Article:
How Startups Move from Pioneering to City Planning

When Brendan and I launched Wistia in 2006, we had no money and no venture backing, but we had a few secret weapons. We had the newly-released Amazon Web Services—with its dirt-cheap cloud storage option, S3—and the Panther Express content delivery network.

A few years earlier, we would have spent $500 on the bandwidth for serving up even a small number of videos. With AWS and Panther, our first month cost just $2.30.

Founders don't always talk about being in the right place at the right time or about the massive platform shifts that made their companies viable. For Brendan and I, we saw a promising opportunity in online video, but if we hadn't had the ability to use AWS and all the other cloud providers, it would have been impossible for us to build Wistia.

Seeing technology change so fast was inspiring. Things that were impossible 5 years before were now easy to do. This made us look at every part of building a company in a new light. We decided that we weren't just going to build a better video platform, we were going to build a whole new kind of company, full-stop. Little did we know that in doing so, we were falling into one of the most common early-startup traps.

"We decided that we weren't just going to build a better video platform, we were going to build a whole new kind of company, full-stop."

In trying to build everything from scratch, we wasted lots of time reinventing the wheel and waiting for things to be perfect. To grow Wistia while staying true to our values, we didn't always need to be pioneering—we had to figure out where we needed to pioneer and where doing so was a dangerous waste of time.

Go West, young startup!

Being on the lucky end of a tech revolution made us infectiously optimistic about process. As we looked at what other companies were doing, all we saw was outdated and inefficient systems, dinosaurs ripe for disruption.

These dinos didn't even see it coming.

From top-down management to yearly performance reviews to one-on-ones, we made a pact that Wistia would always find a "Wistia" way of doing things.

Gradually, though, we fell into a pattern of reinventing the wheel. We started to see that we needed to focus on just differentiating the core parts of our business. Everywhere else, we needed to apply time-tested techniques.

Today we see every project we do as belonging in one of three stages:

  1. Pioneering is the groundbreaking work you do as a company. You take an established practice like sales or support and focus your efforts on differentiating how you do the last 10%. When you start getting customers and finding product/market fit, you know you've struck gold.

  2. Settling is the work you do to turn your early pioneering into a sustainable process. You've struck gold, and now you build encampments and make it easier for your team to mine it with tools and infrastructure. Reinventing the wheel is what happens when you think you should build the tools and infrastructure from scratch, too—you're wasting time pioneering when you need to be supporting the pioneering that's already been done.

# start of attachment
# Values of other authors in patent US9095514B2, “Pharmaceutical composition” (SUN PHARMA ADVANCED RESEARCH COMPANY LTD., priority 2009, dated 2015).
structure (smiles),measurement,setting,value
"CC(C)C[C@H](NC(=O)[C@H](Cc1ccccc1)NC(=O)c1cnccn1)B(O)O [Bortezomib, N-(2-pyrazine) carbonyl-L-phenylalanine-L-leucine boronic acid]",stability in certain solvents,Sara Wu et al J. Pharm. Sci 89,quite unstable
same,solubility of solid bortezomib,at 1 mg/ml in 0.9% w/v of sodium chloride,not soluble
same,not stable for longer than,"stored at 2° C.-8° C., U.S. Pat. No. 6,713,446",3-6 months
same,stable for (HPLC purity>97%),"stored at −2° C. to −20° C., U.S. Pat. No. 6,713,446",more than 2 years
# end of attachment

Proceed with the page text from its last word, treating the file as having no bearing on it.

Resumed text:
3. City planning comes when a startup truly starts looking to the future. They train or find experienced company-builders who know how to implement time-tested models and best practices. Very little about city planning looks original on the surface, but when done correctly it becomes the way you continue to live out your company's values in the long-term.

Startups are usually pioneering, settling, city planning, and reinventing the wheel all at the same time across different parts of their business. That's normal—the big challenge is identifying when and where you should be doing what.

Pioneering: From survival tactic to core value

Wistia's obsessive focus on making customers happy has always been one of our most defining aspects, but it didn't come about by chance.

Bobby loves making customers' days. Just loves it.

A year into the business, we were still acquiring customers slowly—so slowly we knew that retaining the ones we had was life or death. Other video hosting companies were out there now, and if we frustrated our customers, they would have no qualms about jumping ship.

We did know, however, that most of them weren't able to provide the same level of personal support we could. We put a phone in the office, made it our support line, and put the number on our website. We made up a rule: every time that phone rang, whoever was closest had to pick it up.

It wasn't something we did because we thought it was how legitimate, growing companies did support. We did it because we had no other choice—we needed to keep every single customer we acquired. As we grew, however, we realized that customer happiness had become the foundation of our business.

Where most companies saw support as a cost center, we saw it as a delight center. Every time someone called in, it was an opportunity to learn more about the problems our customers had, to find out how we could make them more successful.

"Where most companies saw support as a cost center, we saw it as a delight center."